What Are the Symptoms and Signs of Group B Strep Infection?
Group B strep may cause severe or fatal infections in newborn infants. Early-onset disease is the most serious. The bacteria may cause pneumonia or bloodstream infection (sepsis) or may infect the lining tissues of the brain, causing meningitis. Infected newborns are listless, don't feed well, and may have a condition called jaundice. Jaundice causes the skin and membranes to look yellowish. Infected babies have trouble breathing and may have low blood pressure. Even with the best of care, a significant percentage of babies with early-onset infections die. Babies who have low birth weights are at highest risk for death. Meningitis is a particularly severe manifestation of the infection, with some survivors having permanent brain damage.
Infants who become infected later in life (after 1 week of age) have late-onset disease. Although the infections can occur as late as 3 months after birth, most late-onset infections occur at about 3 weeks of age. Although usually less severe than early-onset infection, late-onset infection can sometimes cause sepsis, pneumonia, infected bones, seizures, and meningitis. Infected babies become listless, stop feeding well, and have fever. If treated promptly, late-onset disease is fatal in a small percentage of babies.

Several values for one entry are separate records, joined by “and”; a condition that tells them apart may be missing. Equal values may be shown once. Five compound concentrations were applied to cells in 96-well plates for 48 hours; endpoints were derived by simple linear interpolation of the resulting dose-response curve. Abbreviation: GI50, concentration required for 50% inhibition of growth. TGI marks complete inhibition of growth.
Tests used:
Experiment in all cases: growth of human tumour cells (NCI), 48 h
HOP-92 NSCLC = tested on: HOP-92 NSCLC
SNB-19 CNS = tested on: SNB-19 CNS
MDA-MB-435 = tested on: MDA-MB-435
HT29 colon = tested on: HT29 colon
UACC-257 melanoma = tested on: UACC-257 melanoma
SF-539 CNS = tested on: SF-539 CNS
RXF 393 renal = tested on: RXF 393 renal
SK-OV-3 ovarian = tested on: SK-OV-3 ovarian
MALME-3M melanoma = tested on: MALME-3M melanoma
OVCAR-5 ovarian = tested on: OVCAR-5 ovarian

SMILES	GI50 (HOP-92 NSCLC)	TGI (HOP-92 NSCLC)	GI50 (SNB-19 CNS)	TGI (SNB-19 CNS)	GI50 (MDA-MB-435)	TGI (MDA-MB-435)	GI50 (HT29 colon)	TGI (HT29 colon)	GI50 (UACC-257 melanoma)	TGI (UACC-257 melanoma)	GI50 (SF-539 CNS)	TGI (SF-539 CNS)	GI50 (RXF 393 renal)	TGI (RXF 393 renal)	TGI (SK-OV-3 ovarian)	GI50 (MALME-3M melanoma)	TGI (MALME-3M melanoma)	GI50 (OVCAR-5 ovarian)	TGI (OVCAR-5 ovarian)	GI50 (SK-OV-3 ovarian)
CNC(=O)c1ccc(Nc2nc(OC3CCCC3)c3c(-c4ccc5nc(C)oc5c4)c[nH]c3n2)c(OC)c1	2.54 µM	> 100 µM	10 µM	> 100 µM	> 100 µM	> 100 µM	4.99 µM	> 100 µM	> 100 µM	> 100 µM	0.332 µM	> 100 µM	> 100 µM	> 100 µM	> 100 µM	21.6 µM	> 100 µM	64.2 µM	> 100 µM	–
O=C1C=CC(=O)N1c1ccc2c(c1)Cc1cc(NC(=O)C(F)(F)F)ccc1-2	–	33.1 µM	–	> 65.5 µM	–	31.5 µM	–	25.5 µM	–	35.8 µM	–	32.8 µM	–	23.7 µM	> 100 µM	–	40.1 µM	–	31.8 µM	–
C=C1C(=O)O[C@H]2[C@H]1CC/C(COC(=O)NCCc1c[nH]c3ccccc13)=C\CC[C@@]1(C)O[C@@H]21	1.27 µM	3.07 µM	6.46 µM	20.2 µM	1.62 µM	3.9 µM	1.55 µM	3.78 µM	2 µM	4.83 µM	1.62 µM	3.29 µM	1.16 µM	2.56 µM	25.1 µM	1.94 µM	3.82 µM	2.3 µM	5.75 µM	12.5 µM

Pregnant women who are infected have fever, abdominal pain, and/or low blood pressure. The infection may cause a miscarriage, stillbirth, or pre-term labor. Infection may occur before labor or as late as 48 hours after delivery.
In non-pregnant adults, group B strep causes bloodstream infection, pneumonia, abscesses, or infections of the bone (osteomyelitis). People with bloodstream infections usually have fever and aches, and they may have low blood pressure. Bloodstream infections may lead to infection of the heart valves (endocarditis). Pneumonia causes shortness of breath and fever with cough. Abscesses are local collections of pus and may occur deep in the abdomen.
When Should I Call the Doctor About Group B Strep?
Pregnant women should call their physician promptly if they have fever or abdominal pain. Newborns and infants should be seen by a medical provider if they have fever, trouble breathing, or appear listless. Nonpregnant adults should seek medical attention for fever, shortness of breath, or other general signs of infection.
What Are the Exams and Tests Used to Diagnose Group B Strep?
The physician will perform a physical examination to help identify where the infection is located. If pneumonia is suspected, a chest X-ray will be done and a sample of the sputum will be sent for culture. If bloodstream infection is being considered, blood will be drawn and sent to the laboratory to be cultured. If an abscess is suspected, a CT scan or MRI may be done. A needle may be placed in the abscess to get a sample for culture.